In the game of Carlsen vs Navara Biel Chess 2018, on move 7 why did Carlsen play e3 instead of playing Qa4+ and taking that hanging bishop?

  • 1
    Welcome to chess SE! When you have a question about a specific game, please consider providing either the sequence of moves leading to the moment of interest, a reference link to the game, or simply using the built-in diagram viewer to post the game as part of your question. – Ellie Mar 24 '20 at 14:30

I guess you mean the game below and at the 7th-move: 7.Qa4+ doesn't win the bishop because black can reply with Nc6 blocking the check and defending the bishop.

 [title "Biel, Carlsen vs Navara 2018"]
 [fen ""]
 [startply "12"]

 1.d4 Nf6 2.Nf3 d5 3.c4 e6 4.Bg5 Bb4+ 5.Nc3 h6 6.Bxf6 Qxf6 7.e3 (7.Qa4+ Nc6) O-O 8.Rc1 dxc4 9.Bxc4 c5 10.dxc5 Nd7 11.O-O Nxc5 12.Nb5 a6 13.Nbd4 b5 14.Be2 e5 15.Nc2 Rd8 16.Nxb4 Rxd1 17.Rfxd1 a5 18.Nd5 Qd6 19.Nxe5 Bb7 20.Bf3 Rc8 21.Ng4 Qf8 22.h4 Nd7 23.Rxc8 Bxc8 24.a3 h5 25.Nh2 g6 26.Be2 Ne5 27.Bxb5 Bb7 28.Nc3 Qe7 29.Rd4 Qe6 30.Nf1 Qb3 31.Rd2 Nc4 32.Rd7 Nxb2 33.Rxb7 Qxc3 34.Be8 Kf8 35.Bxf7 Qc6 36.Rxb2 Kxf7 37.Rd2 Qa4 38.Rd3 Qxh4 39.Rd7+ Kg8 40.Rd4 Qe7 41.a4 Qa3 42.g3 Qa1 43.Kg2 g5 44.Nd2 g4 45.Ne4 Qc1 46.Nf6+ Kf7 47.Nxh5 Qc6+ 48.Kg1 Qc1+ 49.Kh2 Kg6 50.Nf4+ Kf6 51.Ng2 Kg5 52.Rf4 Qd1 53.Nh4 Qc2 54.Nf5 Qd3 55.e4 Qd7 56.e5 Qh7+ 57.Kg1 Qg6 58.Nd6 Qe6 59.Rf5+ Qxf5 60.Nxf5 Kxf5 61.f4 gxf3 62.Kf2 Kxe5 63.Kxf3 Kf5 64.Ke3 1-0

In case white tries to further pressurise the knight on c6 after 7.Qa4+ Nc6, with e.g. 8.Ne5 black always has the option of taking on c3 first with check and then reacting to Ne5 with Bd7.

  • Sorry It was on move 7 I didn`t saw Nc6 yes got it thank you – kedar sedai Mar 24 '20 at 14:31

I think this is the game you mean, and it was on move 7. Qa4+, and Nc6 saves the bishop. Qa4 is a well-known line, and the second most popular move after 7. e3.

This is a black defense to the QGD called the Ragozin Defense. It is considered a very active defense, and black gives away certain positional aspects in exchange for piece activity.

Here are a few books on this defense.

"The Ragozin Complex" by GM Vladimir Barsky.

"The Complete Ragozin" by GM Matthieu Cornette

"Playing the Ragozin" by IM Richard Pert

By the way, a move is considered one for white and for black, so 1.d4 Nf6 is one move.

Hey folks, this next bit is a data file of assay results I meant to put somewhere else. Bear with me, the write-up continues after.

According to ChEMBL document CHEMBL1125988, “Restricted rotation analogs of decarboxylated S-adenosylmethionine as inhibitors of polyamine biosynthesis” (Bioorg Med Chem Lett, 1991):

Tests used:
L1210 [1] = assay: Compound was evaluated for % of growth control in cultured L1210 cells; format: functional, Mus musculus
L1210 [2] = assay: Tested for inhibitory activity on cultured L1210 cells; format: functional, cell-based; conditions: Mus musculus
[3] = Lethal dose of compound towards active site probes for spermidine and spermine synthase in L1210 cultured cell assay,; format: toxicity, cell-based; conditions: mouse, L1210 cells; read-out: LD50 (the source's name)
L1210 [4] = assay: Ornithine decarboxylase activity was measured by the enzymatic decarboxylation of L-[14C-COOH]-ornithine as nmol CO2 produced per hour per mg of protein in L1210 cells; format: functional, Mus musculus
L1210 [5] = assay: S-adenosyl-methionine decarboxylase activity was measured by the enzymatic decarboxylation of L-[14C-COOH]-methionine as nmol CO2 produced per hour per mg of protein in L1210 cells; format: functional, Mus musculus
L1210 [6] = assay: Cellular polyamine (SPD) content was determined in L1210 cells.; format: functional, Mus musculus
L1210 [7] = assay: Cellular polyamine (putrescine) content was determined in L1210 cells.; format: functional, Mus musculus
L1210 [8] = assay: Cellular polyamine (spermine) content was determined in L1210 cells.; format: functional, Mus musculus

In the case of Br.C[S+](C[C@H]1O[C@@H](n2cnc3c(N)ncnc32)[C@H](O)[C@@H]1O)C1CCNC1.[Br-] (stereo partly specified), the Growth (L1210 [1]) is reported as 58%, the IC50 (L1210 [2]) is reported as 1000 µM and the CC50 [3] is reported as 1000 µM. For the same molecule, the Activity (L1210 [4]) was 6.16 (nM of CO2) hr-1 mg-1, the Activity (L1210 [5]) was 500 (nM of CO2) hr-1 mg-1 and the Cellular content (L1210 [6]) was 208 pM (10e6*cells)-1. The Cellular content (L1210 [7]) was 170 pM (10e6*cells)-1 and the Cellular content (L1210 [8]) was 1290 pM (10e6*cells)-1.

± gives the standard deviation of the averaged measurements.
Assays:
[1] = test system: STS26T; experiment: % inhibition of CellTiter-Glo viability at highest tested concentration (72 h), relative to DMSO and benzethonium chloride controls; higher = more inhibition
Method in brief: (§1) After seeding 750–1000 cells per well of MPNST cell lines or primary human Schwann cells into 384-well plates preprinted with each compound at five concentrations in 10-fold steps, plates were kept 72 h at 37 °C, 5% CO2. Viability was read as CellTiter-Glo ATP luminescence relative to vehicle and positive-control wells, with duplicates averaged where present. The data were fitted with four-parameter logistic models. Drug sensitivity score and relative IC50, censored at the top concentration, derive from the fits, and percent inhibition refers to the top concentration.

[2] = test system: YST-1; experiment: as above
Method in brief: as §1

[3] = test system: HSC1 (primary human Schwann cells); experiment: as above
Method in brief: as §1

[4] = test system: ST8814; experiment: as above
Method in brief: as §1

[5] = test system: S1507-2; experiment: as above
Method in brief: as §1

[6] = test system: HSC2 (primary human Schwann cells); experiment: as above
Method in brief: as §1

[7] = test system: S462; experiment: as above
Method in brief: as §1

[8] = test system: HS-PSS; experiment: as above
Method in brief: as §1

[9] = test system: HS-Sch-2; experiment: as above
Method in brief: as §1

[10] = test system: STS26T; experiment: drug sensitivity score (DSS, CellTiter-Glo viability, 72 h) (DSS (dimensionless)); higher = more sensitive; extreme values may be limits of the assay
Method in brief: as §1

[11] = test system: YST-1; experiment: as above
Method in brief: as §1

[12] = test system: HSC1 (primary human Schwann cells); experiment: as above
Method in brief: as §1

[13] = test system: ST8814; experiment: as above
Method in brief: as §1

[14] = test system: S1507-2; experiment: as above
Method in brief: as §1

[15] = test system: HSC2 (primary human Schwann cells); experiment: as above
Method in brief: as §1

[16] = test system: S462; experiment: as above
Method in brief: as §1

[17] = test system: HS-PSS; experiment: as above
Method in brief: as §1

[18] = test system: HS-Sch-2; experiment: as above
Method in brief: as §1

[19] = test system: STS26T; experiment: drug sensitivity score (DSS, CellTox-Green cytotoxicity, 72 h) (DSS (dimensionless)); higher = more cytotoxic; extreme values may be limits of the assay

[Event "Biel GM 51st"]
 [Site "Biel"]
 [Date "2018.07.22"]
 [Round "1"]
 [White "Carlsen, Magnus"]
 [Black "Navara, David"]
 [Result "1-0"]
 [ECO "D38"]
 [WhiteElo "2842"]
 [BlackElo "2741"]
 [Annotator "Krasenkow,M"]
 [PlyCount "127"]
 [EventDate "2018.07.22"]
 [EventType "tourn"]
 [EventRounds "10"]
 [EventCountry "SUI"]
 [EventCategory "20"]
 [FEN ""]

 1. d4 Nf6 2. Nf3 d5 3. c4 e6 4. Bg5 Bb4+ 5. Nc3 h6 6. Bxf6 Qxf6 7. e3 (7. Qa4+ Nc6 {And the Bb4 is protected} 8. Ne5 $2 {This is just bad, and is pushing for something that just is not there} Bd7 9. Nxd7 (9. Nxc6 Bxc3+ 10. bxc3 Bxc6 11. Qb3 O-O $17 {And with better development, and pressure on g2, black is just better.} 12. c5 $6 b6) 9... Qxd4 $1 {Threatening Bxc3+ winning.} 10. Qc2 Qxc4 11. e3 Qg4 12. Bb5 Kxd7 {And white does not have enough for the two pawns.}) 7... O-O 8. Rc1 dxc4 9. Bxc4 c5 10. dxc5 Nd7 11. O-O Nxc5 12. Nb5 a6 13. Nbd4 b5 14. Be2 e5 15. Nc2 Rd8 16. Nxb4 Rxd1 17. Rfxd1 a5 18. Nd5 Qd6 19. Nxe5 Bb7 20. Bf3 Rc8 21. Ng4 Qf8 22. h4 Nd7 23. Rxc8 Bxc8 24. a3 h5 25. Nh2 g6 26. Be2 Ne5 27. Bxb5 Bb7 28. Nc3 Qe7 29. Rd4 Qe6 30. Nf1 Qb3 31. Rd2 Nc4 32. Rd7 Nxb2 33. Rxb7 Qxc3 34. Be8 Kf8 35. Bxf7 Qc6 36. Rxb2 Kxf7 37. Rd2 Qa4 38. Rd3 Qxh4 39. Rd7+ Kg8 40. Rd4 Qe7 41. a4 Qa3 42. g3 Qa1 43. Kg2 g5 44. Nd2 g4 45. Ne4 Qc1 46. Nf6+ Kf7 47. Nxh5 Qc6+ 48. Kg1 Qc1+ 49. Kh2 Kg6 50. Nf4+ Kf6 51. Ng2 Kg5 52. Rf4 Qd1 53. Nh4 Qc2 54. Nf5 Qd3 55. e4 Qd7 56. e5 Qh7+ 57. Kg1 Qg6 58. Nd6 Qe6 59. Rf5+ Qxf5 60. Nxf5 Kxf5 61. f4 gxf3 62. Kf2 Kxe5 63. Kxf3 Kf5 64. Ke3 1-0
  • Sorry it was move 7 Yes I got it – kedar sedai Mar 24 '20 at 14:29
  • 1
    @kedarsedai I added a little more analysis for you in case white, incorrectly, tries to press the issue with Ne5. – PhishMaster Mar 24 '20 at 14:46

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